Other material

Japan • one male (SEM specimen); same collection data as for paratypes; • one female (SEM specimen); same collection data as for preceding.


The specific name cavus (cave) is a Latin noun in apposition derived from the type locality.


Body (Fig. 1A, B) elongated, almost cylindrical but gradually tapering toward both extremities. Cuticle smooth throughout body besides oblique striations (Fig. 2A; cf. Leduc 2013) crossing at angle of ca. 120° between amphids and anteriormost cervical setae visualized using SEM. Somatic sensilla arranged in eight longitudinal rows: setiform in anterior half of cervical (Figs 1C, 2B) and caudal (Fig. 2C) regions; papilliform or very short setiform in rest of body (Fig. 2D), difficult to observe without SEM. Cephalic region (Figs 1D–F, 2E–G, 3A–D) rounded at anterior end, with six lips, slightly constricted posterior to amphids, as wide as 0.3–0.4 maximum body diameters at cephalic sensilla level. Six inner labial sensilla papilliform. Six outer labial and four cephalic sensilla setiform, arranged in single circle, 5–8 μm or 0.20–0.30 corresponding body diameters long in males and 6–9 μm or 0.25–0.35 corresponding body diameters long in females. Amphids (Figs 1D, E, 2E, 3B) pocket-like, with elliptical aperture and cup-shaped fovea, 0.40–0.45 corresponding body diameters wide in males and 0.35–0.40 corresponding body diameters wide in females, anterior margin located at 0.4–0.5 buccal cavity lengths from anterior body end. Buccal cavity (Figs 1D–F, 3C, D) barrel-shaped, length/width = 2.5–3.0, surrounded by pharyngeal tissue in posterior 15%–25%. Three well-developed teeth: left ventrosublateral tooth largest, 4–6 μm longer than right and dorsal teeth. Tip of left ventrosublateral tooth at 0.2 buccal cavity lengths from anterior body end (i.e., level of cephalic sensilla). Pharynx (Figs 1C, 3E) cylindrical, evenly muscular, gradually widened toward posterior end. Cardia surrounded by intestine. Rectum (Fig. 4A, B) slightly longer than cloacal body diameter. Pore of secretory-excretory system (Figs 1C, 2H; SE-pore) with ampulla, at 2.0–2.2 buccal cavity lengths or 0.2 pharyngeal lengths from anterior body end. Renette cell not observed. Nerve ring (Fig. 1C) located at 0.45–0.50 pharyngeal lengths from anterior body end. Tail sexually dimorphic: male tail (Figs 2I, J, 3F, 4A) strongly tapering in anterior 1/5, gradually tapering in next 2/5, and almost cylindrical in posterior 2/5, as long as 3.9–5.7 cloacal body diameters; female tail (Figs 3G, 4B) more gradually tapering throughout its length, as long as 5.5–6.1 anal body diameters. Tail tip slightly expanded, with spinneret and one pair of subterminal setae in both sexes. Body diameter at level of cloacal opening or anus equal to 0.5 maximum body diameters, at cylindrical portion of tail equal to 0.20–0.25 cloacal body diameters. Caudal glands inconspicuous. Caudal setae arranged in longitudinal rows, number and location varying from individuals.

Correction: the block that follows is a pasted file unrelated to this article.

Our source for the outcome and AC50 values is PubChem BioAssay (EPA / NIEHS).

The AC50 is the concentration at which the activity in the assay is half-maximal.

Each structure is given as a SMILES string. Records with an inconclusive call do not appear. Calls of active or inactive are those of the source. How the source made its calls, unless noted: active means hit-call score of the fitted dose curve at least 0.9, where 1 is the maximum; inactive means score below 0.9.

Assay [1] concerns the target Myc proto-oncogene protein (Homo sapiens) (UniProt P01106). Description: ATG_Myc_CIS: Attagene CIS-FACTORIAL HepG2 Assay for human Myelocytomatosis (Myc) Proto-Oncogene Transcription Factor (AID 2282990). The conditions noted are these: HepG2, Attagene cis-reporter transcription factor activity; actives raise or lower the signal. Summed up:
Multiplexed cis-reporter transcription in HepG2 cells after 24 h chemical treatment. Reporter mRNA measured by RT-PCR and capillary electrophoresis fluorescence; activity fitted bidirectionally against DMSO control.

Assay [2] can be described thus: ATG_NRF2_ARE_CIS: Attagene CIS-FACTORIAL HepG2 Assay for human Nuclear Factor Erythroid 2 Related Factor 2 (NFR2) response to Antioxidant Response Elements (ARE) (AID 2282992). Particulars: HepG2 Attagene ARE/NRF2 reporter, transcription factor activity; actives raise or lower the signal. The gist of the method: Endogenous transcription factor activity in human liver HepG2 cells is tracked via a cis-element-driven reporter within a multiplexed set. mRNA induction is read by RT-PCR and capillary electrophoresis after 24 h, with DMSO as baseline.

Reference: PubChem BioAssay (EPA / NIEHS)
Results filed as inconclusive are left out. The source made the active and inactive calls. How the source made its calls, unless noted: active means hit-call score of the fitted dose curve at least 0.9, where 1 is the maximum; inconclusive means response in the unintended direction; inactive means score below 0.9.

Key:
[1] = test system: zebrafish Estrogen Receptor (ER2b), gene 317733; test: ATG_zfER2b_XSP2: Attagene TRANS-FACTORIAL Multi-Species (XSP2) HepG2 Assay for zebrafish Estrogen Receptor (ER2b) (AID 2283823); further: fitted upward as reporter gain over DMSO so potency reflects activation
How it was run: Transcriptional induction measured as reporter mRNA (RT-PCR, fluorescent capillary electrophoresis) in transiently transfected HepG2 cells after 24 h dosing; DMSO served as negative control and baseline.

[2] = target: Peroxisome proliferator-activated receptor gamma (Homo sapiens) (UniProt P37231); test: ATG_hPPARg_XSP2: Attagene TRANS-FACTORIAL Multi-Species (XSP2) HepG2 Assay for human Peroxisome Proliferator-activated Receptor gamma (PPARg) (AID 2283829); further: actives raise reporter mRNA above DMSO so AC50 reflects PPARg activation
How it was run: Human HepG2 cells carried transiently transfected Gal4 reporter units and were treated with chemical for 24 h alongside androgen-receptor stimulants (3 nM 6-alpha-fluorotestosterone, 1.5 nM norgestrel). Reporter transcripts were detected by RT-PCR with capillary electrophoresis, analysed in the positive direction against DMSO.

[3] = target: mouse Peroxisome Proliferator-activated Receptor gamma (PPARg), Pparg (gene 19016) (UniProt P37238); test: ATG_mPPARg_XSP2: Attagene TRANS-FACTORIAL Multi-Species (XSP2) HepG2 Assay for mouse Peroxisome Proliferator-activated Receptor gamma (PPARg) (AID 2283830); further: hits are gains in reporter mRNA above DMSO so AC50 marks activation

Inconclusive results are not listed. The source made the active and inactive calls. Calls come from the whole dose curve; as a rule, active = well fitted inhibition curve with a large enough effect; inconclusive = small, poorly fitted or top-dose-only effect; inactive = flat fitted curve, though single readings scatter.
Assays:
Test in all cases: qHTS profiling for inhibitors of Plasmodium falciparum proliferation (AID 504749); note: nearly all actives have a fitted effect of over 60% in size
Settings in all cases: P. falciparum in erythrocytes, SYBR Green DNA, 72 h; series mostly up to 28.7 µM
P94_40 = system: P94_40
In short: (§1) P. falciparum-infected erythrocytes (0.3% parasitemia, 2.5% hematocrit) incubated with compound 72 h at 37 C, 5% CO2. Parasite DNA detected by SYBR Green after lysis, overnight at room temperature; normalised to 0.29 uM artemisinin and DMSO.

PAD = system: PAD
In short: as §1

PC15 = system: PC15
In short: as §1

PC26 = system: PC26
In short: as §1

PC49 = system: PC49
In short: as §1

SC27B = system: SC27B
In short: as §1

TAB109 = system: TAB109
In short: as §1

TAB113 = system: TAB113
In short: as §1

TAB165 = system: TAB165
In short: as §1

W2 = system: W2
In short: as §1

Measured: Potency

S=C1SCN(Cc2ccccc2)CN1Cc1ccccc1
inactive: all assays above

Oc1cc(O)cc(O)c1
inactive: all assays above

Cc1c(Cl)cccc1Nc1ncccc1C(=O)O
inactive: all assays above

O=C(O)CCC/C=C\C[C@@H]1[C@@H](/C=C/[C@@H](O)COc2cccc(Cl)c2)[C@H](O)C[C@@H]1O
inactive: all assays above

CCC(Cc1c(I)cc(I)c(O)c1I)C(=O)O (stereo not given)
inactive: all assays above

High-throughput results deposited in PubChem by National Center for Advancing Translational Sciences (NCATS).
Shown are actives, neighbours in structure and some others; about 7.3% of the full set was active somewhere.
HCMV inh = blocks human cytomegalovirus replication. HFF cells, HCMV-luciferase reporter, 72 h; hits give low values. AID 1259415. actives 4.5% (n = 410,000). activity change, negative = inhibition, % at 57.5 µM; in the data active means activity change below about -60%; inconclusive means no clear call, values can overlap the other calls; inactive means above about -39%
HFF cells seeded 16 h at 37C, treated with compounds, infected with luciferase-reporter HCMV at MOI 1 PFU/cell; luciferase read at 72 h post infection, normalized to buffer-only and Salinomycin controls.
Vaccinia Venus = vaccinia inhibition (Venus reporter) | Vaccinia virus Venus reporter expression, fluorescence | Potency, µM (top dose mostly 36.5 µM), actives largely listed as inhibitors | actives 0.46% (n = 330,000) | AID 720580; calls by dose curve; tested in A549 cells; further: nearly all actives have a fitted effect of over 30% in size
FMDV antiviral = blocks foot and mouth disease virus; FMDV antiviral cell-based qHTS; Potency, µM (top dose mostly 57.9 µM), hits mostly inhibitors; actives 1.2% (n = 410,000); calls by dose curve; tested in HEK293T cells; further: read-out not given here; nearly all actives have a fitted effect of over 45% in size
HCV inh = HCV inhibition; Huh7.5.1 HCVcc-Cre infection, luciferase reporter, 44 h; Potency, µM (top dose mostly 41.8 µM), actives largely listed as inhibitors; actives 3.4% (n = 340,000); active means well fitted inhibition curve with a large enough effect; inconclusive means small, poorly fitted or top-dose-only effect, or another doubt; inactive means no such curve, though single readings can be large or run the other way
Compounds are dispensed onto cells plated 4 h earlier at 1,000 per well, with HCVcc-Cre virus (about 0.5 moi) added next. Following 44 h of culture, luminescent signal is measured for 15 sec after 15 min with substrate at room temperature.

Figure 1. 

Line drawings of Fotolaimus cavus sp. nov. A, C, D. Holotype (ICHUM 8474); B, E. Paratype (ICHUM 8477); F. Paratype (ICHUM 8479). A. Male body, right lateral view; B. Female body, right lateral view; C. Male cervical region, right lateral view; D. Male cephalic region, right lateral view; E. Female cephalic region, right lateral view; F. Female cephalic region, dorsal view. Scale bars: 1 mm (A, B); 100 μm (C); 20 μm (D–F).

Figure 2. 

SEM photographs of Fotolaimus cavus sp. nov. A, B, D–F, M–O. Non-type female; C, G–L. Non-type male. A. Oblique striations on cuticle; B. Anterior region; C. Male cloacal region; D. Papilliform somatic sensilla (arrowheads); E. Female cephalic region, lateral view; F. Female cephalic region, anterior view; G. Male cephalic region, anterior view; H. SE-pore; I. Male posterior region with cloacal opening (arrowhead); J. Tail tip with spinneret (arrowhead); K. Cloacal region, subventral view; L. Ventral papillae; M. Vulva; N. Circle of terminal pores; O. Terminal pores. Scale bars: 5 μm (A, H, J, L); 50 μm (B, I); 20 μm (C, E, N); 10 μm (D, F, G, K, M, O).

Figure 3. 

Light micrographs of Fotolaimus cavus sp. nov. A–F, H, J. Holotype (ICHUM 8474); G, K. Paratype (ICHUM 8477); I. Paratype (ICHUM 8475); L. Paratype (ICHUM 8479). A. Anterior region; B. Amphid; C. Buccal cavity with left ventrosublateral tooth; D. Buccal cavity with right ventrosublateral tooth; E. Posterior end of pharynx with cardia; F. Male tail; G. Female tail; H, I. Spicule (black arrowhead) and gubernaculum (white arrowhead); J. Sperms in seminal vesicle; K. Uvette and ductus entericus; L. Terminal pores. Scale bars: 20 μm (A, E, H–K); 10 μm (B–D, L); 100 μm (F, G).

Figure 4. 

Line drawings of Fotolaimus cavus sp. nov. A, C, D. Holotype (ICHUM 8474); B, E, F. Paratype (ICHUM 8477); G. Paratype (ICHUM 8479). A. Male posterior region, right lateral view; B. Female posterior region, right lateral view; C. Spicule and gubernaculum, right lateral view; D. Male reproductive system, right lateral view; E. Female reproductive system, right lateral view; F. Demanian system, right lateral view; G. Demanian system, dorsal view. Scale bars: 50 μm (A, B); 10 μm (C); 100 μm (D–G).